I was journaling today and wrote down a realization I had about the way I talk. As we grow, of course, we pick up certain speech patterns and phrases and let others fade away. For a while, my answer to everything was “absolutely”- I attribute it to working in the service industry and showing absolute willingness. But onto the phrase that I noticed coming up more and more in my conversations.
Or at least, that’s what it seems like to me.
I add it to the end of so many statements. Whether I’m being asked about a friend’s relationship troubles, or a certain sentence in the holy word or current events.
I don’t mean to do it and it wasn’t until after reflecting on it this morning that I realized how powerful it was. I feel compelled to say it, like this extra, add-on sentence is just as important as the “meat” of what I just said or the answer to the question I was asked. The first power I saw of it was how it’s an invitation for the person I’m speaking to, to ruminate on it. To take my opinion and use it as just one resource in their quest of discovery. To have them go deeper.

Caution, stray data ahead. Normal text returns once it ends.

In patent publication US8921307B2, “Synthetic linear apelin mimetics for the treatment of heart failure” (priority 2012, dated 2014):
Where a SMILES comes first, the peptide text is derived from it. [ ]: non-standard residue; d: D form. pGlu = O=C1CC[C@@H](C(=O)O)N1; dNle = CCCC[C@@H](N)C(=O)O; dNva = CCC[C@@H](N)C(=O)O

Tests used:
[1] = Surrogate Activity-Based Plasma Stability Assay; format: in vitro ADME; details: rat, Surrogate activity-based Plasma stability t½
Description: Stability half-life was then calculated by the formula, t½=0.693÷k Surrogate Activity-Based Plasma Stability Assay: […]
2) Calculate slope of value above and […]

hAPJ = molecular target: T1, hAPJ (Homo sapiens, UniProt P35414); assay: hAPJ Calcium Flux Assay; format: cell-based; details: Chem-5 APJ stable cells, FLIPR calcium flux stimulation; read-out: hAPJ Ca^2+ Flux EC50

Then, later, I noticed how freeing it was for me. In consultation, you’re supposed to be absolutely honest, each party puts everything on the table and together you build something out of it to share. But I find with having anxiety (social or otherwise) sometime’s it’s scary to let your ideas be heard. This statement is my personal security blanket- it makes clear that I’m not ready to fall or bend over backwards for my interpretation, or that I want someone to concede to my obviously superior understanding. It makes my statement feel softer, more malleable in my mouth.
Afterwards, I did my daily meditation on my Calm app, and after each session it gives you an image of an inspiring quote.
I’m a fan of Bertrand Russell, he was a thoughtful philosopher and an influential mathematician. But more to the point, this quote of his brought my swirling ideas about soft opinions into focus. It is foolish to not question. It’s forbidding yourself to grow. That is why the wise doubt, they’ve been doubting their way into wisdom. Allow yourself to be uncertain, and allow others to be uncertain too.
The fact is that we only get one perspective, everything we see is just from one viewpoint and it’s the tiniest fraction of what’s in God’s eye. If we remember that, we can move with gentleness, act with humbleness, and be better people, or at least that’s what it seems like to me.
A Half-Hollow Reed